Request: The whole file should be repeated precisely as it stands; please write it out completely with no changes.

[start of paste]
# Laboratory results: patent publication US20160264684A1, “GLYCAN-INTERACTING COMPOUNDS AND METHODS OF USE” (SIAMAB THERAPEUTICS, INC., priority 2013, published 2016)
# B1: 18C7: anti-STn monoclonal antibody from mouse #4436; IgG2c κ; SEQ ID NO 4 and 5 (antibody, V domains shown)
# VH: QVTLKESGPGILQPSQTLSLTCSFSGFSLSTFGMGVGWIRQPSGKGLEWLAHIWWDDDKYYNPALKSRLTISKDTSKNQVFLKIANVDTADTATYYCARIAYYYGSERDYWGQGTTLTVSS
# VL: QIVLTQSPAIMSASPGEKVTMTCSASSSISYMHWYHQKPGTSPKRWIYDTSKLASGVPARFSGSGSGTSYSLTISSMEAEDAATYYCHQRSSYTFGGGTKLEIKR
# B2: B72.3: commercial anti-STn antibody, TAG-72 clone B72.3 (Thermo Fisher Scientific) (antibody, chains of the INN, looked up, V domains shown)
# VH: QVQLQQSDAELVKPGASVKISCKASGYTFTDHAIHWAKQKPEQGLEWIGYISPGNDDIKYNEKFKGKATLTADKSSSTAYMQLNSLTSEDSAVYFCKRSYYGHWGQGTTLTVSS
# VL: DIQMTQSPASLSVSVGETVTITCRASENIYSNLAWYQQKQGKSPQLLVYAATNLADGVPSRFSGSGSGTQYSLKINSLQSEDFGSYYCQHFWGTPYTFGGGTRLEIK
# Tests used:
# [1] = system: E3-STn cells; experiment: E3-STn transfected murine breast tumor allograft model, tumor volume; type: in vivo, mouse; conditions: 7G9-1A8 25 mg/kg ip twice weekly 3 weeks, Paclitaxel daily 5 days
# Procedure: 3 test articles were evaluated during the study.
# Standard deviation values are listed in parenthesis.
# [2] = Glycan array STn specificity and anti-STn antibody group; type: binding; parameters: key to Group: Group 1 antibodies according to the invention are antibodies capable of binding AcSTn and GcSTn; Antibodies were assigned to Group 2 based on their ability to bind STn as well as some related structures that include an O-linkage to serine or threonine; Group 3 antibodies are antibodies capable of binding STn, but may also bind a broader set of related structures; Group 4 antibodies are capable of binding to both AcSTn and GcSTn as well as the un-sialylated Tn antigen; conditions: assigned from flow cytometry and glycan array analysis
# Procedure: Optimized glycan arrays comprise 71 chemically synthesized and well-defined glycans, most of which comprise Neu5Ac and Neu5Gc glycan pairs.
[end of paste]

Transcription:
# Laboratory results: patent publication US20160264684A1, “GLYCAN-INTERACTING COMPOUNDS AND METHODS OF USE” (SIAMAB THERAPEUTICS, INC., priority 2013, published 2016)
# B1: 18C7: anti-STn monoclonal antibody from mouse #4436; IgG2c κ; SEQ ID NO 4 and 5 (antibody, V domains shown)
# VH: QVTLKESGPGILQPSQTLSLTCSFSGFSLSTFGMGVGWIRQPSGKGLEWLAHIWWDDDKYYNPALKSRLTISKDTSKNQVFLKIANVDTADTATYYCARIAYYYGSERDYWGQGTTLTVSS
# VL: QIVLTQSPAIMSASPGEKVTMTCSASSSISYMHWYHQKPGTSPKRWIYDTSKLASGVPARFSGSGSGTSYSLTISSMEAEDAATYYCHQRSSYTFGGGTKLEIKR
# B2: B72.3: commercial anti-STn antibody, TAG-72 clone B72.3 (Thermo Fisher Scientific) (antibody, chains of the INN, looked up, V domains shown)
# VH: QVQLQQSDAELVKPGASVKISCKASGYTFTDHAIHWAKQKPEQGLEWIGYISPGNDDIKYNEKFKGKATLTADKSSSTAYMQLNSLTSEDSAVYFCKRSYYGHWGQGTTLTVSS
# VL: DIQMTQSPASLSVSVGETVTITCRASENIYSNLAWYQQKQGKSPQLLVYAATNLADGVPSRFSGSGSGTQYSLKINSLQSEDFGSYYCQHFWGTPYTFGGGTRLEIK
# Tests used:
# [1] = system: E3-STn cells; experiment: E3-STn transfected murine breast tumor allograft model, tumor volume; type: in vivo, mouse; conditions: 7G9-1A8 25 mg/kg ip twice weekly 3 weeks, Paclitaxel daily 5 days
# Procedure: 3 test articles were evaluated during the study.
# Standard deviation values are listed in parenthesis.
# [2] = Glycan array STn specificity and anti-STn antibody group; type: binding; parameters: key to Group: Group 1 antibodies according to the invention are antibodies capable of binding AcSTn and GcSTn; Antibodies were assigned to Group 2 based on their ability to bind STn as well as some related structures that include an O-linkage to serine or threonine; Group 3 antibodies are antibodies capable of binding STn, but may also bind a broader set of related structures; Group 4 antibodies are capable of binding to both AcSTn and GcSTn as well as the un-sialylated Tn antigen; conditions: assigned from flow cytometry and glycan array analysis
# Procedure: Optimized glycan arrays comprise 71 chemically synthesized and well-defined glycans, most of which comprise Neu5Ac and Neu5Gc glycan pairs.